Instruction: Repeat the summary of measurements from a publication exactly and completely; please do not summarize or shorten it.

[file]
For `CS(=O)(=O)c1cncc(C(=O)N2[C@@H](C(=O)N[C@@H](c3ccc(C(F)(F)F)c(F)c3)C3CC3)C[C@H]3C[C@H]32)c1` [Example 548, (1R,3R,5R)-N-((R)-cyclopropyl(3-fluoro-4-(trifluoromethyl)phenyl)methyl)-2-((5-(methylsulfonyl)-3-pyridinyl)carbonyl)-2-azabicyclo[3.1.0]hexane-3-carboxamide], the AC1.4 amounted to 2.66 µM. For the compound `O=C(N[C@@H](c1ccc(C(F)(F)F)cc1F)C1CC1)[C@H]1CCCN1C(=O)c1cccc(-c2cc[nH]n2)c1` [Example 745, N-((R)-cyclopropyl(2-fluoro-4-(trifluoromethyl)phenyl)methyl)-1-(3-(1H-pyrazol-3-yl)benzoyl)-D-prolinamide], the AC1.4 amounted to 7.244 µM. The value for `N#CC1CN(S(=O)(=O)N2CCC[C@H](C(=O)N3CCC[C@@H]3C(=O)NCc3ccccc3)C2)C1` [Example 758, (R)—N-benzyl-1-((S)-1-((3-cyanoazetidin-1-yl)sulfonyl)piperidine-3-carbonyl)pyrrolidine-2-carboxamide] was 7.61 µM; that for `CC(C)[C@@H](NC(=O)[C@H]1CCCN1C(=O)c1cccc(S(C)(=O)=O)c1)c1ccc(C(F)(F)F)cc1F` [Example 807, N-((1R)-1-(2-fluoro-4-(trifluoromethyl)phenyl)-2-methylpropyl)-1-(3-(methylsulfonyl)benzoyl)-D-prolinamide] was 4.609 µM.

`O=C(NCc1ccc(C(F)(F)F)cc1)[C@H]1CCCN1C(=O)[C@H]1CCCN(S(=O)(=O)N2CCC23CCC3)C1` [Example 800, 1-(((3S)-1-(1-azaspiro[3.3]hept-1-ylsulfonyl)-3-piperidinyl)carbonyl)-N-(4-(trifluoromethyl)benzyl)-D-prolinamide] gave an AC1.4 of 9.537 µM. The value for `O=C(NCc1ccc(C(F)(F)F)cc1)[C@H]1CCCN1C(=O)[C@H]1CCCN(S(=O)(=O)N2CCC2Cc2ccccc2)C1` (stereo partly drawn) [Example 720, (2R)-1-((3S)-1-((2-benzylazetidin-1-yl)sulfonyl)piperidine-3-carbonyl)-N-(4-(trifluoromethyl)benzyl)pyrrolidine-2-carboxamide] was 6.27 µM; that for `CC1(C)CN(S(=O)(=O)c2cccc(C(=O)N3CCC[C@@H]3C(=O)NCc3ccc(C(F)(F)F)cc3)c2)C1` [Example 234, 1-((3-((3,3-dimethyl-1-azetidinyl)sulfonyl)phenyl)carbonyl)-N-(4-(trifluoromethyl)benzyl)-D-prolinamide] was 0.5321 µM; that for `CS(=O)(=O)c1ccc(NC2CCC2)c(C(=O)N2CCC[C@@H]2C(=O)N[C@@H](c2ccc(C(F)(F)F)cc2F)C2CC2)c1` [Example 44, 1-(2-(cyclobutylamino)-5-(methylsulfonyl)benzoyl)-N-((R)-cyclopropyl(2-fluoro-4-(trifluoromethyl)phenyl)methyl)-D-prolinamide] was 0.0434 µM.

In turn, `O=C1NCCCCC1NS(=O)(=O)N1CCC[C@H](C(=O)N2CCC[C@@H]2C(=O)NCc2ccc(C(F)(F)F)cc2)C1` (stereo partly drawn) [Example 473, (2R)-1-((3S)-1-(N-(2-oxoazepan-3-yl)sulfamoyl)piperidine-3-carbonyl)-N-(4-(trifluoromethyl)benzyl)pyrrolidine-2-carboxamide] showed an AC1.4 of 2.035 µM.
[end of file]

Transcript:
For `CS(=O)(=O)c1cncc(C(=O)N2[C@@H](C(=O)N[C@@H](c3ccc(C(F)(F)F)c(F)c3)C3CC3)C[C@H]3C[C@H]32)c1` [Example 548, (1R,3R,5R)-N-((R)-cyclopropyl(3-fluoro-4-(trifluoromethyl)phenyl)methyl)-2-((5-(methylsulfonyl)-3-pyridinyl)carbonyl)-2-azabicyclo[3.1.0]hexane-3-carboxamide], the AC1.4 amounted to 2.66 µM. For the compound `O=C(N[C@@H](c1ccc(C(F)(F)F)cc1F)C1CC1)[C@H]1CCCN1C(=O)c1cccc(-c2cc[nH]n2)c1` [Example 745, N-((R)-cyclopropyl(2-fluoro-4-(trifluoromethyl)phenyl)methyl)-1-(3-(1H-pyrazol-3-yl)benzoyl)-D-prolinamide], the AC1.4 amounted to 7.244 µM. The value for `N#CC1CN(S(=O)(=O)N2CCC[C@H](C(=O)N3CCC[C@@H]3C(=O)NCc3ccccc3)C2)C1` [Example 758, (R)—N-benzyl-1-((S)-1-((3-cyanoazetidin-1-yl)sulfonyl)piperidine-3-carbonyl)pyrrolidine-2-carboxamide] was 7.61 µM; that for `CC(C)[C@@H](NC(=O)[C@H]1CCCN1C(=O)c1cccc(S(C)(=O)=O)c1)c1ccc(C(F)(F)F)cc1F` [Example 807, N-((1R)-1-(2-fluoro-4-(trifluoromethyl)phenyl)-2-methylpropyl)-1-(3-(methylsulfonyl)benzoyl)-D-prolinamide] was 4.609 µM.

`O=C(NCc1ccc(C(F)(F)F)cc1)[C@H]1CCCN1C(=O)[C@H]1CCCN(S(=O)(=O)N2CCC23CCC3)C1` [Example 800, 1-(((3S)-1-(1-azaspiro[3.3]hept-1-ylsulfonyl)-3-piperidinyl)carbonyl)-N-(4-(trifluoromethyl)benzyl)-D-prolinamide] gave an AC1.4 of 9.537 µM. The value for `O=C(NCc1ccc(C(F)(F)F)cc1)[C@H]1CCCN1C(=O)[C@H]1CCCN(S(=O)(=O)N2CCC2Cc2ccccc2)C1` (stereo partly drawn) [Example 720, (2R)-1-((3S)-1-((2-benzylazetidin-1-yl)sulfonyl)piperidine-3-carbonyl)-N-(4-(trifluoromethyl)benzyl)pyrrolidine-2-carboxamide] was 6.27 µM; that for `CC1(C)CN(S(=O)(=O)c2cccc(C(=O)N3CCC[C@@H]3C(=O)NCc3ccc(C(F)(F)F)cc3)c2)C1` [Example 234, 1-((3-((3,3-dimethyl-1-azetidinyl)sulfonyl)phenyl)carbonyl)-N-(4-(trifluoromethyl)benzyl)-D-prolinamide] was 0.5321 µM; that for `CS(=O)(=O)c1ccc(NC2CCC2)c(C(=O)N2CCC[C@@H]2C(=O)N[C@@H](c2ccc(C(F)(F)F)cc2F)C2CC2)c1` [Example 44, 1-(2-(cyclobutylamino)-5-(methylsulfonyl)benzoyl)-N-((R)-cyclopropyl(2-fluoro-4-(trifluoromethyl)phenyl)methyl)-D-prolinamide] was 0.0434 µM.

In turn, `O=C1NCCCCC1NS(=O)(=O)N1CCC[C@H](C(=O)N2CCC[C@@H]2C(=O)NCc2ccc(C(F)(F)F)cc2)C1` (stereo partly drawn) [Example 473, (2R)-1-((3S)-1-(N-(2-oxoazepan-3-yl)sulfamoyl)piperidine-3-carbonyl)-N-(4-(trifluoromethyl)benzyl)pyrrolidine-2-carboxamide] showed an AC1.4 of 2.035 µM.